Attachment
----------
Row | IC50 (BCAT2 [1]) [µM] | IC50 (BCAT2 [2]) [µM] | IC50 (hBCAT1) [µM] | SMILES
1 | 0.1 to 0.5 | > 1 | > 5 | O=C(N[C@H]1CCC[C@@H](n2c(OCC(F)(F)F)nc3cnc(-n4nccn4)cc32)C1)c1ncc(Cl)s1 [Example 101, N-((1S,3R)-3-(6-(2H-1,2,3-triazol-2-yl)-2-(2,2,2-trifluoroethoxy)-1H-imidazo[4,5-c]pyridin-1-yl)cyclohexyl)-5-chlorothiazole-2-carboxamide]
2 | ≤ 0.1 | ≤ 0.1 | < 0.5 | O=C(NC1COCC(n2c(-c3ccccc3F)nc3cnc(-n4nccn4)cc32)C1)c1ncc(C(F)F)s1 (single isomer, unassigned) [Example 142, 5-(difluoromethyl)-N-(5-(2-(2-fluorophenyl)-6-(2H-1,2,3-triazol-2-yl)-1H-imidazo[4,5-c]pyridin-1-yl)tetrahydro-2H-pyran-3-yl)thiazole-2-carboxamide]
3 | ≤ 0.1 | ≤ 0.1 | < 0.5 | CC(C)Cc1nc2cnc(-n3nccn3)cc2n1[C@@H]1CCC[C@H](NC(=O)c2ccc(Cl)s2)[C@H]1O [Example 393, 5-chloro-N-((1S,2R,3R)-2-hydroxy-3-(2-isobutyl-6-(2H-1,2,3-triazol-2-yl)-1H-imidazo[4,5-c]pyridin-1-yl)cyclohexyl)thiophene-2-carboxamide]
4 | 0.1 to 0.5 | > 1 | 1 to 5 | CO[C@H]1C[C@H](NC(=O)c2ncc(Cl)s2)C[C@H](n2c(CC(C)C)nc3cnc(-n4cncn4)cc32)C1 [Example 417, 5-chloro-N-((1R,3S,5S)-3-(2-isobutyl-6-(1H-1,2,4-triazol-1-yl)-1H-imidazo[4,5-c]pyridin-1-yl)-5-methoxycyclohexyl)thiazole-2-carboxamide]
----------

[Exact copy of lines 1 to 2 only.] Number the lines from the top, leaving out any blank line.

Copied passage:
Row | IC50 (BCAT2 [1]) [µM] | IC50 (BCAT2 [2]) [µM] | IC50 (hBCAT1) [µM] | SMILES
1 | 0.1 to 0.5 | > 1 | > 5 | O=C(N[C@H]1CCC[C@@H](n2c(OCC(F)(F)F)nc3cnc(-n4nccn4)cc32)C1)c1ncc(Cl)s1 [Example 101, N-((1S,3R)-3-(6-(2H-1,2,3-triazol-2-yl)-2-(2,2,2-trifluoroethoxy)-1H-imidazo[4,5-c]pyridin-1-yl)cyclohexyl)-5-chlorothiazole-2-carboxamide]